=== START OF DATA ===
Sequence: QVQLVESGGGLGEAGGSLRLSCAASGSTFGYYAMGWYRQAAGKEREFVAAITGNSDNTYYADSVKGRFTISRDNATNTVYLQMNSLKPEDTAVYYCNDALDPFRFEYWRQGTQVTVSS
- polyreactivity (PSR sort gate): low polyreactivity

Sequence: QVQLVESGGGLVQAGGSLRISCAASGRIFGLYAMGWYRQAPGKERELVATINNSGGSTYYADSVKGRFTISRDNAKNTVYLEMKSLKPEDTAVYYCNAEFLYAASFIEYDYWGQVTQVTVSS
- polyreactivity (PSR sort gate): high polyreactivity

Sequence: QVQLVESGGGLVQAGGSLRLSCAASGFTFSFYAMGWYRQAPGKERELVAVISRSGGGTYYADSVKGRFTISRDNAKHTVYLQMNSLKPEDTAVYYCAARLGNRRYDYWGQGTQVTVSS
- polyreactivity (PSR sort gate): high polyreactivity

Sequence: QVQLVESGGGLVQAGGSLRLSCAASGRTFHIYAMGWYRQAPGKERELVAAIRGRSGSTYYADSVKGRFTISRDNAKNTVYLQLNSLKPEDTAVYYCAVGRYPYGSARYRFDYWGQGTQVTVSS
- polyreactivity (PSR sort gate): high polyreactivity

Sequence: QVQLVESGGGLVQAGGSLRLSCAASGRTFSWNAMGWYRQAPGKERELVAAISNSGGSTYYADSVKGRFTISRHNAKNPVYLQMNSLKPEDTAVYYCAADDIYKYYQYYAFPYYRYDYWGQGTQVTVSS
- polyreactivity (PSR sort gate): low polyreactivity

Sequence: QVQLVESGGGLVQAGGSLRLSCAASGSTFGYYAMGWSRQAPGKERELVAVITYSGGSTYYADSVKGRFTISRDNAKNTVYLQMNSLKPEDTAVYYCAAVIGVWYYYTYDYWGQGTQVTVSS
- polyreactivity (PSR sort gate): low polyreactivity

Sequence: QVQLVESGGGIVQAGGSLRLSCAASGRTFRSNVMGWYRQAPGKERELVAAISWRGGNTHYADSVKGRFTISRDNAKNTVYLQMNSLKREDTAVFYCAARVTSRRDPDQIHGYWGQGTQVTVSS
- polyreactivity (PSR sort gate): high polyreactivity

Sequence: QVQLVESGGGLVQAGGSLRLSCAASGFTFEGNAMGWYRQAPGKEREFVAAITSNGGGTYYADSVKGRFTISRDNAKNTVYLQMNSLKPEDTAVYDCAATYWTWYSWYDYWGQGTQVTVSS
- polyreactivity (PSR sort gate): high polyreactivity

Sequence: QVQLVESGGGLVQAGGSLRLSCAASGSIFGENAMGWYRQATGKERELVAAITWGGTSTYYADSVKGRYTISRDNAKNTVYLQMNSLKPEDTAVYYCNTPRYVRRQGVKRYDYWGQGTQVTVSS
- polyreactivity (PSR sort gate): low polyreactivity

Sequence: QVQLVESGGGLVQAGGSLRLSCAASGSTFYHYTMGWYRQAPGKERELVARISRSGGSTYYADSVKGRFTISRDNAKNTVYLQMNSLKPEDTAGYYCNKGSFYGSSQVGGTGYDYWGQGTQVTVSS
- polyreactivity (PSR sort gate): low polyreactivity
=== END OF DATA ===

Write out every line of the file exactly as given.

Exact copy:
Sequence: QVQLVESGGGLGEAGGSLRLSCAASGSTFGYYAMGWYRQAAGKEREFVAAITGNSDNTYYADSVKGRFTISRDNATNTVYLQMNSLKPEDTAVYYCNDALDPFRFEYWRQGTQVTVSS
- polyreactivity (PSR sort gate): low polyreactivity

Sequence: QVQLVESGGGLVQAGGSLRISCAASGRIFGLYAMGWYRQAPGKERELVATINNSGGSTYYADSVKGRFTISRDNAKNTVYLEMKSLKPEDTAVYYCNAEFLYAASFIEYDYWGQVTQVTVSS
- polyreactivity (PSR sort gate): high polyreactivity

Sequence: QVQLVESGGGLVQAGGSLRLSCAASGFTFSFYAMGWYRQAPGKERELVAVISRSGGGTYYADSVKGRFTISRDNAKHTVYLQMNSLKPEDTAVYYCAARLGNRRYDYWGQGTQVTVSS
- polyreactivity (PSR sort gate): high polyreactivity

Sequence: QVQLVESGGGLVQAGGSLRLSCAASGRTFHIYAMGWYRQAPGKERELVAAIRGRSGSTYYADSVKGRFTISRDNAKNTVYLQLNSLKPEDTAVYYCAVGRYPYGSARYRFDYWGQGTQVTVSS
- polyreactivity (PSR sort gate): high polyreactivity

Sequence: QVQLVESGGGLVQAGGSLRLSCAASGRTFSWNAMGWYRQAPGKERELVAAISNSGGSTYYADSVKGRFTISRHNAKNPVYLQMNSLKPEDTAVYYCAADDIYKYYQYYAFPYYRYDYWGQGTQVTVSS
- polyreactivity (PSR sort gate): low polyreactivity

Sequence: QVQLVESGGGLVQAGGSLRLSCAASGSTFGYYAMGWSRQAPGKERELVAVITYSGGSTYYADSVKGRFTISRDNAKNTVYLQMNSLKPEDTAVYYCAAVIGVWYYYTYDYWGQGTQVTVSS
- polyreactivity (PSR sort gate): low polyreactivity

Sequence: QVQLVESGGGIVQAGGSLRLSCAASGRTFRSNVMGWYRQAPGKERELVAAISWRGGNTHYADSVKGRFTISRDNAKNTVYLQMNSLKREDTAVFYCAARVTSRRDPDQIHGYWGQGTQVTVSS
- polyreactivity (PSR sort gate): high polyreactivity

Sequence: QVQLVESGGGLVQAGGSLRLSCAASGFTFEGNAMGWYRQAPGKEREFVAAITSNGGGTYYADSVKGRFTISRDNAKNTVYLQMNSLKPEDTAVYDCAATYWTWYSWYDYWGQGTQVTVSS
- polyreactivity (PSR sort gate): high polyreactivity

Sequence: QVQLVESGGGLVQAGGSLRLSCAASGSIFGENAMGWYRQATGKERELVAAITWGGTSTYYADSVKGRYTISRDNAKNTVYLQMNSLKPEDTAVYYCNTPRYVRRQGVKRYDYWGQGTQVTVSS
- polyreactivity (PSR sort gate): low polyreactivity

Sequence: QVQLVESGGGLVQAGGSLRLSCAASGSTFYHYTMGWYRQAPGKERELVARISRSGGSTYYADSVKGRFTISRDNAKNTVYLQMNSLKPEDTAGYYCNKGSFYGSSQVGGTGYDYWGQGTQVTVSS
- polyreactivity (PSR sort gate): low polyreactivity